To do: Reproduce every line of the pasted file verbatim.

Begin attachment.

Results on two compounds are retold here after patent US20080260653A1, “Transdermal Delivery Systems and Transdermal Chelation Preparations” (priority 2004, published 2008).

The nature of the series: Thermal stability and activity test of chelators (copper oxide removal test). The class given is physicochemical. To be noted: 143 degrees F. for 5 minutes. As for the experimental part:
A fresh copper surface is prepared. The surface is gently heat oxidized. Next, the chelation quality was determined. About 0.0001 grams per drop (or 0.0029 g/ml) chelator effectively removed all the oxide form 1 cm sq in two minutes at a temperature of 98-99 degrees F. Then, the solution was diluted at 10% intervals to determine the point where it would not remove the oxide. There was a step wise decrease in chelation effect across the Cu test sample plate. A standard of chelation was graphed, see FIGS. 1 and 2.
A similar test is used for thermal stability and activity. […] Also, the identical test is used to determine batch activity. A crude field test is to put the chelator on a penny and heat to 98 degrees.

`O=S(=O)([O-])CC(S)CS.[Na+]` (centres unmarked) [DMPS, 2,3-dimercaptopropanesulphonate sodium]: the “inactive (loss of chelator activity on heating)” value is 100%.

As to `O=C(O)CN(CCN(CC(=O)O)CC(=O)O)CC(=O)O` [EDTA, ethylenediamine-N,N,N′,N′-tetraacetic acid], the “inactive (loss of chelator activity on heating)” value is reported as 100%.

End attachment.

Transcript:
Results on two compounds are retold here after patent US20080260653A1, “Transdermal Delivery Systems and Transdermal Chelation Preparations” (priority 2004, published 2008).

The nature of the series: Thermal stability and activity test of chelators (copper oxide removal test). The class given is physicochemical. To be noted: 143 degrees F. for 5 minutes. As for the experimental part:
A fresh copper surface is prepared. The surface is gently heat oxidized. Next, the chelation quality was determined. About 0.0001 grams per drop (or 0.0029 g/ml) chelator effectively removed all the oxide form 1 cm sq in two minutes at a temperature of 98-99 degrees F. Then, the solution was diluted at 10% intervals to determine the point where it would not remove the oxide. There was a step wise decrease in chelation effect across the Cu test sample plate. A standard of chelation was graphed, see FIGS. 1 and 2.
A similar test is used for thermal stability and activity. […] Also, the identical test is used to determine batch activity. A crude field test is to put the chelator on a penny and heat to 98 degrees.

`O=S(=O)([O-])CC(S)CS.[Na+]` (centres unmarked) [DMPS, 2,3-dimercaptopropanesulphonate sodium]: the “inactive (loss of chelator activity on heating)” value is 100%.

As to `O=C(O)CN(CCN(CC(=O)O)CC(=O)O)CC(=O)O` [EDTA, ethylenediamine-N,N,N′,N′-tetraacetic acid], the “inactive (loss of chelator activity on heating)” value is reported as 100%.